“Synthetic readiness” describes readiness that is generated and sustained through virtual and augmented reality. It applies not only to training units on mission essential tasks, but (perhaps more significantly) also to increasing the scope of readiness. Individual service units are not the sole focus in this synthetic training matrix. Under the current readiness system, for various reasons Joint Task Forces rarely train together before being thrust into real combat environments.* Synthetic readiness using networked simulations can change this.
[DoD should] implement a holistic synthetic framework, using mixed reality systems, to provide a solution to the training gap that currently exists.
Synthetic training is an innovative way to obtain readiness and enable leadership development, but achieving it requires a networked and distributed system of simulators – the mixed reality system cited above. The term D.I.S., Distributed Interactive Simulation, is an IEEE standard for networked, collective war gaming and was established in 1989. It is amazing that the Defense Advanced Research Project Agency could anticipate what is perhaps the greatest training readiness gap in the Department of Defense today. Through years of service parochialism, proprietary industry protectionism, and the lack of leader emphasis, throughout the DOD today simulation systems cannot talk to other systems to provide a collective training environment. Even within the relatively small ecology of Army aviation, a “box” like the CH-47F Chinook helicopter training simulator cannot talk* to another Chinook system, let alone a helicopter simulator for a different platform, such as a UH-60M helicopter system. Try to conduct virtual, combined Army training between tanks, helicopters, artillery and infantry – you cannot. Now add ships, jets, and other battle systems from the joint force to conduct joint service training? It is not feasible.
A network allows for databases to share information. Examples of DOD networks include the Joint Training Enterprise Network (JTEN), the Distributed Mission Operations Network (DMON), and the SOCOM Training Enterprise Network (STEN). With numerous different network backbones today*, a network standard between services must be established to allow service databases to connect in a distributed fashion. Converters and publishers are now required so that very different data bases can link disparate systems to the networks. Wouldn’t it be nice if there was a single network standard for these diverse data bases to link too?
With limited access to training environments like the CTCs, and local training areas on military installations getting more expensive and environmentally restrictive, synthetic readiness has tremendous value to train a combat ready force. On top of the expense of physical simulation, the limitations of the CTC environment preclude jungle, urban, over water, and ship training during a rotation. It is becoming increasingly difficult to take limited assets that remain outside of combat, coordinate their schedules within different service training requirements, find the terrain that will allow them to conduct realistic joint training and do it in a way that trains not only organizations but leaders at all levels of command. Thoughtfully constructed simulation frameworks can start to fill those gaps in an immersive virtual training environment.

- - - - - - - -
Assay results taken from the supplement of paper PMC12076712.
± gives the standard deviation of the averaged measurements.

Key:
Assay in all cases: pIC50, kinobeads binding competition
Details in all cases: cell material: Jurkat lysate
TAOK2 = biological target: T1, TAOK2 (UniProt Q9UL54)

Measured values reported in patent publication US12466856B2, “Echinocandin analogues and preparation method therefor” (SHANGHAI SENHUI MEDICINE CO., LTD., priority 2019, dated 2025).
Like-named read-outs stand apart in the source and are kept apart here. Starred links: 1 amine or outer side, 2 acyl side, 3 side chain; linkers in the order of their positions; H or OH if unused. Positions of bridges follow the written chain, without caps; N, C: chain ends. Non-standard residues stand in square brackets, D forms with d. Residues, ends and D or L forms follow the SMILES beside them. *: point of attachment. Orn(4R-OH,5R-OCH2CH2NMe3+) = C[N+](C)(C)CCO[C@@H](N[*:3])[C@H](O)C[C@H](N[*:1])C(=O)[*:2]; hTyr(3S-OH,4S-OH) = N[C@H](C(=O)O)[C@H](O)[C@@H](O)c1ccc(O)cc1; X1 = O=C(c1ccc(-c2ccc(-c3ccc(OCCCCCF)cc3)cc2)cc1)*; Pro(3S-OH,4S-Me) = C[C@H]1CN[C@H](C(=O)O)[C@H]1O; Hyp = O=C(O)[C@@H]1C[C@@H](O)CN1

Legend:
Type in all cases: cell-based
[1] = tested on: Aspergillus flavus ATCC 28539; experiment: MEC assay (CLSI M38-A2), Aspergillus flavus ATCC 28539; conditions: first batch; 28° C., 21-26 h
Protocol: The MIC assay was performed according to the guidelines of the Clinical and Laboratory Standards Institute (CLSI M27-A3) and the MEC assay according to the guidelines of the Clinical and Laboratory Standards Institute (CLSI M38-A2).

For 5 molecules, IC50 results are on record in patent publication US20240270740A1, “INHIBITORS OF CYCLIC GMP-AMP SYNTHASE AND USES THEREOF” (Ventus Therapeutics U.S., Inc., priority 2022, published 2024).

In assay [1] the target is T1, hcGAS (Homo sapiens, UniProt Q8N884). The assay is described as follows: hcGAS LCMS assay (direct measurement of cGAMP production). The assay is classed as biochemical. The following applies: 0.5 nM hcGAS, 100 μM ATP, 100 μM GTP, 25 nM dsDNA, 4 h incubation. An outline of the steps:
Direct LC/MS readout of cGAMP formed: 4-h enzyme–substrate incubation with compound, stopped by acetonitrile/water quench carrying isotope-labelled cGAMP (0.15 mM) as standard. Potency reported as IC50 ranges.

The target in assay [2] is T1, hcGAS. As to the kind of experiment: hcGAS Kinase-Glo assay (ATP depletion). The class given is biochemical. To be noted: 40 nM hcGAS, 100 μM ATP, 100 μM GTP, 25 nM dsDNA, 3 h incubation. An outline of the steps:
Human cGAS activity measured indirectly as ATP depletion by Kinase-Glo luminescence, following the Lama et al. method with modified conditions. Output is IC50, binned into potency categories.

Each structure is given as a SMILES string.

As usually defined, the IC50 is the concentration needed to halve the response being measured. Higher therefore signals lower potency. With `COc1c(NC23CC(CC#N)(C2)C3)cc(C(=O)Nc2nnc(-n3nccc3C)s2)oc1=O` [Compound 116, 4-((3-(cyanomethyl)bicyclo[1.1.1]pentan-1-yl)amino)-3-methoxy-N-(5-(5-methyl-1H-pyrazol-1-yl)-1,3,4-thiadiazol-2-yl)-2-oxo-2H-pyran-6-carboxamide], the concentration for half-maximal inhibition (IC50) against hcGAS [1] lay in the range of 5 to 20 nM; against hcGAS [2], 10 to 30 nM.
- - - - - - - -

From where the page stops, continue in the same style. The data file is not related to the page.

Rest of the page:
What is the solution?
- Mandate a Department of Defense network standard that Services and industry must conform to. Blu-Ray High Definition winning out over HD DVD, and the USB became the peripheral device connection standard for computing. The DoD needs a network standard that facilitates integrating simulated combat environments. Only with a standard network framework will Distributed Interactive Simulation ever become a reality.
- There are an untold number of different simulation databases. Even within the same service or units, databases have evolved over years of service and industry stovepipes. With the rapid advancement of interactive gaming technologies it is not conducive to create a single database standard. Instead, these diverse databases must connect to the standard network with convertors or publishers that allow them to do so.
- Mixed reality distributed systems are the future. Antiquated behemoths such as full motion aircraft systems, projection non-motion systems, and collective trainers confined to mobile trailers are no longer the way forward. Instead a suite of VR, networked systems that provide an array of services from individual training, mission rehearsal, test and evaluation, to ultimately enabling units and joint forces to collectively train in environments that are too expensive or with assets that are to limited to coordinate, is the answer.
Finally, to pursue these three goals, a Joint Staff Tiger Team should be established to guide the program. The tiger team will create a standard for the network, identify current databases, write a capability development document for mixed reality systems solutions, and finally recommended funding to start the effort, provide for research and development and program within the five-year programming horizon to establish and maintain investment .
The NDS highlights the increasing dangers posed by “revisionist” powers like China and Russia, as well as disruptors like North Korea and Iran. The U.S. military will best deter war if it is ready to fight and win. U.S. citizens expect the military to be ready to react in any environment, against any peer competitors, in a swift and cohesive joint response. To attain this capability, the Department of Defense should consider and implement a holistic synthetic framework, using mixed reality systems, to provide a solution to the training gap that currently exists with inadequate training locations, limited assets to train given global requirements, and dwindling future training budgets. Let’s start rethinking readiness.
Heath Niemi is a retired colonel from the U.S. Army. The opinions expressed in this article are those of the author and do not necessarily reflect those of the U.S. Army War College, U.S. Army, or Department of Defense.
Items marked with an asterisk (*) are based on author’s personal experiences, and his conversations with senior military leaders.
Image: Project Hyper Real Immersion is funded via the United Kingdom Defence Accelerator money. For more details on the project, visit http://www.closeairsolutions.com/hyper-real-immersion/
Image credit: Copyright 2017 © Close Air Solutions. Image taken from Project HyperReal Immersion concept trial. Used with permission.